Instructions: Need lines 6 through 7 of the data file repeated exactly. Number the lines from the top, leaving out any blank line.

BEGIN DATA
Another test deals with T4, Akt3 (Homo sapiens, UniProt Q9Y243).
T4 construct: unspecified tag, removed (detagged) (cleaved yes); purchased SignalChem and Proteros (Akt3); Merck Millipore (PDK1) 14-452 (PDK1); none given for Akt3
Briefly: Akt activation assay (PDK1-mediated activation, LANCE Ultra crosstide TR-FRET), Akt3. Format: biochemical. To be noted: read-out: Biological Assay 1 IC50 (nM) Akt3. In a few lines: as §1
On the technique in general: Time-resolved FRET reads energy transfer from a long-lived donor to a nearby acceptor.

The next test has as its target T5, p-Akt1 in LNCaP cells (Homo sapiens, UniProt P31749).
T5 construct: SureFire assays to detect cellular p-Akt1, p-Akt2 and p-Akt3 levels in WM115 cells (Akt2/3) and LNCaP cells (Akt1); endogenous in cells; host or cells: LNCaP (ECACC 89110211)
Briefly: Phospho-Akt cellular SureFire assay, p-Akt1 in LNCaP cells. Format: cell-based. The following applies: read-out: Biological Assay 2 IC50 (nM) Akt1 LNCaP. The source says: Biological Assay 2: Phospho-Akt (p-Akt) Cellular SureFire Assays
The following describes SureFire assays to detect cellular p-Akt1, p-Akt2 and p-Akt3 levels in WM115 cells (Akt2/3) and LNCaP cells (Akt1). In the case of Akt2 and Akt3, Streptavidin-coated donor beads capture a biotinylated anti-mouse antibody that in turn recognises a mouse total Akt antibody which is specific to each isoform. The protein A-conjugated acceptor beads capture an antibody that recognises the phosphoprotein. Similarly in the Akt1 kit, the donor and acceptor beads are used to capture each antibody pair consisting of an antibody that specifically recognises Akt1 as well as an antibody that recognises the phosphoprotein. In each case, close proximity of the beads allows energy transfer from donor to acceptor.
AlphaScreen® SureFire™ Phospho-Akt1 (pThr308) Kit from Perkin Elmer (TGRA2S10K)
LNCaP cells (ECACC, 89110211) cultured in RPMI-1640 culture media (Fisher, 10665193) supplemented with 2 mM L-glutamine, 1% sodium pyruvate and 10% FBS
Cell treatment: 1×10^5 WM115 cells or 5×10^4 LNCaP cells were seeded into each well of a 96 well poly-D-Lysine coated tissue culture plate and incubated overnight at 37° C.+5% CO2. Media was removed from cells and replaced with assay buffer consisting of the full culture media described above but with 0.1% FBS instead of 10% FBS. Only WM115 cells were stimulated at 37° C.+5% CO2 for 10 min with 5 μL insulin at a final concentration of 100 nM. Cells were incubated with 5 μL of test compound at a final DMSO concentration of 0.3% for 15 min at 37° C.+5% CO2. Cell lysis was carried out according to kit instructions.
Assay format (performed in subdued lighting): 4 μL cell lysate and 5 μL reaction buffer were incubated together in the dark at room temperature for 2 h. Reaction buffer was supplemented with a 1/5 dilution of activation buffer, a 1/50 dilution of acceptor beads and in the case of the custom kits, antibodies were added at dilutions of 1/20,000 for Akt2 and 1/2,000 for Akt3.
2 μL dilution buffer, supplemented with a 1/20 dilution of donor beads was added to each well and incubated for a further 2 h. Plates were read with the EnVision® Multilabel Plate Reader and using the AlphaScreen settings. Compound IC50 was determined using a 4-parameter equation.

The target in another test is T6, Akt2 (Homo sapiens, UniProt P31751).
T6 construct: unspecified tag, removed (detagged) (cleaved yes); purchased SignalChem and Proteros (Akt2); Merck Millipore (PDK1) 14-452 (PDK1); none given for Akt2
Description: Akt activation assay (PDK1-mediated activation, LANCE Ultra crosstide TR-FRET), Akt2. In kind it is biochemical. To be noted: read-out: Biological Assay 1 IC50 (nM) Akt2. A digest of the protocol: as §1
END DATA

T5 construct: SureFire assays to detect cellular p-Akt1, p-Akt2 and p-Akt3 levels in WM115 cells (Akt2/3) and LNCaP cells (Akt1); endogenous in cells; host or cells: LNCaP (ECACC 89110211)
Briefly: Phospho-Akt cellular SureFire assay, p-Akt1 in LNCaP cells. Format: cell-based. The following applies: read-out: Biological Assay 2 IC50 (nM) Akt1 LNCaP. The source says: Biological Assay 2: Phospho-Akt (p-Akt) Cellular SureFire Assays